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Berlusconi immunity law overruled

Berlusconi immunity law overruled
08.10.2009

The move opens the possibility that Mr Berlusconi, 73, could stand trial in at least three court cases, including one in which he is accused of corruption.

The judges said immunity violated the principle that all citizens were equal.

Mr Berlusconi said he had expected the ruling as the court was dominated by left-wing judges, and would not resign.

"We have a very organised minority of red [left-wing] magistrates who use justice for a political fight," he told reporters outside his residence in Rome.

"We must govern for five years with or without the law."

"The trials that they will hurl at me in Milan are real farces... but we'll carry on," he said, accusing the court, the media and the president of favouring the left.

"I will spend some hours away from taking care of the government and refute them all as liars," he said. "These things invigorate me, they invigorate Italians. Long live Italy, long live Berlusconi!"

The BBC's Duncan Kennedy, in Rome, says the news has stunned Italy, where Mr Berlusconi has widespread public support, although it has dipped in recent times.

The opposition has already called on him to step down, although it remains unclear how Mr Berlusconi's coalition partners will react, our correspondent says.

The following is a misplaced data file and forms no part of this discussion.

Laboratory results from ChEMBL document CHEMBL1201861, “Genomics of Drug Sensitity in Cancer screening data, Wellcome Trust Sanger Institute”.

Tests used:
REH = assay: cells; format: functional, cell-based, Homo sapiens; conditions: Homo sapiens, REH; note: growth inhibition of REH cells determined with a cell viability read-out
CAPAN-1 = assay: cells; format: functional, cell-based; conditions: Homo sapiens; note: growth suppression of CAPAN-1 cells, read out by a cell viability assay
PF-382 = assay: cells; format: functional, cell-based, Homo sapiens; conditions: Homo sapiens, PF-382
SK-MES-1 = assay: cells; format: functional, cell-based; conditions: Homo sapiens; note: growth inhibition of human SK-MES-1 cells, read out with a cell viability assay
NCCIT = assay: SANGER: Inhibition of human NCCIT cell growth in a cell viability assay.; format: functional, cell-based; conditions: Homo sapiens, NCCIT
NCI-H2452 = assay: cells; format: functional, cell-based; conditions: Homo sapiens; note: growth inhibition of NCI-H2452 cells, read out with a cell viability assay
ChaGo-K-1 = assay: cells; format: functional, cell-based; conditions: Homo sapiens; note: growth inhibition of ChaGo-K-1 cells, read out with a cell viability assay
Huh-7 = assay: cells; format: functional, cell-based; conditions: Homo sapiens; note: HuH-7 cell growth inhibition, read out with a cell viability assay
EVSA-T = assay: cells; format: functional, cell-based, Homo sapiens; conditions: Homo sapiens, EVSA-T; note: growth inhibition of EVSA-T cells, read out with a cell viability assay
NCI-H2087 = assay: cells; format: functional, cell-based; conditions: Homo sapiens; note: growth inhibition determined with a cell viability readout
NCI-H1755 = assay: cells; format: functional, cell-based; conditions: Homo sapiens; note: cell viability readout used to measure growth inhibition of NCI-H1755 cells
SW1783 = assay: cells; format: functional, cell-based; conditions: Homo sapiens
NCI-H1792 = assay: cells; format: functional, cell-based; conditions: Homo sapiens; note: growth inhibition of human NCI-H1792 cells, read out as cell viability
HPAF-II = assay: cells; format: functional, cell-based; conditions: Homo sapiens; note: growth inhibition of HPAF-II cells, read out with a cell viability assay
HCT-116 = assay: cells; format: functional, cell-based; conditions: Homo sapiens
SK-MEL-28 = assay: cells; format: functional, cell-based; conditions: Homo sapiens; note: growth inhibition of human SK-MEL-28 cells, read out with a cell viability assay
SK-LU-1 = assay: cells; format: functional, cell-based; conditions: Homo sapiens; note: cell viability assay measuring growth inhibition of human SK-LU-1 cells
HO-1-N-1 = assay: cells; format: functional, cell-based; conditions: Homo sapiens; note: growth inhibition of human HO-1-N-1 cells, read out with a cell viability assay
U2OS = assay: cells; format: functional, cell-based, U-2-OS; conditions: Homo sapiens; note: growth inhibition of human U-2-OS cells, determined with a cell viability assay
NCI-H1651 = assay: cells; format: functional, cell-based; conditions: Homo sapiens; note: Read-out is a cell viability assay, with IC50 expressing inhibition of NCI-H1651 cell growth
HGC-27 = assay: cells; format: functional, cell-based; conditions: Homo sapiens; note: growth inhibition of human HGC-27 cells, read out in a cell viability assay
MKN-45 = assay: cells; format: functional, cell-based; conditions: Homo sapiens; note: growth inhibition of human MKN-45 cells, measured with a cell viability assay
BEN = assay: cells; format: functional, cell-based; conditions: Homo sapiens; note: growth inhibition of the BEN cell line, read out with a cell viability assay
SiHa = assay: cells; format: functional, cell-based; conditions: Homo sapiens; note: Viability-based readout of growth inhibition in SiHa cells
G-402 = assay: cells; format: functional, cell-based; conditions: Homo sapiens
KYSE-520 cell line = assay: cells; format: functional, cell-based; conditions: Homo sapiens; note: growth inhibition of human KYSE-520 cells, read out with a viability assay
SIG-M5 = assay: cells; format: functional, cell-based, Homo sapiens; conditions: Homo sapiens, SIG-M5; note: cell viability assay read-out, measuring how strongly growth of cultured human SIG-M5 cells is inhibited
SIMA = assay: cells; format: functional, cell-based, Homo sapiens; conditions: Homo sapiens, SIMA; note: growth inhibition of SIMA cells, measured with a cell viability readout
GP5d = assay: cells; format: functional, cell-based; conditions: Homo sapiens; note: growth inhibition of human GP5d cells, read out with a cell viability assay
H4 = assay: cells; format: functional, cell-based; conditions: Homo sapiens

When Mr Berlusconi came to office he was facing at least three court cases, including one involving the British lawyer David Mills.

In that case Mr Berlusconi was accused of bribing him to give false evidence. Mills, who said he was innocent, was sentenced in February to four years and six months in prison for corruption.

'Distractions'

Mr Berlusconi and his lawyers had argued that he needed the immunity law to carry out his duties as prime minister, our correspondent says.

The appeal to the Constitutional Court was launched by prosecutors including those from the Mills case.

They contended that immunity put Mr Berlusconi above the law and needed to be reversed.

Mr Berlusconi argued that immunity allowed him to govern without being "distracted" by the judiciary.

This is the second time Italy's highest court has thrown out Mr Berlusconi's bid for immunity, after an earlier attempt in 2004 failed.

Of the Constitutional Court's 15 members, five are selected by the president, five by the judiciary, and five by parliament.

They voted 9-6 to in favour of lifting Mr Berlusconi's immunity, the BBC's Duncan Kennedy says from Rome.

The ruling comes at a time when the prime minister's approval ratings have been eroded by a series of sex scandals and his wife has announced that she is divorcing him.

 

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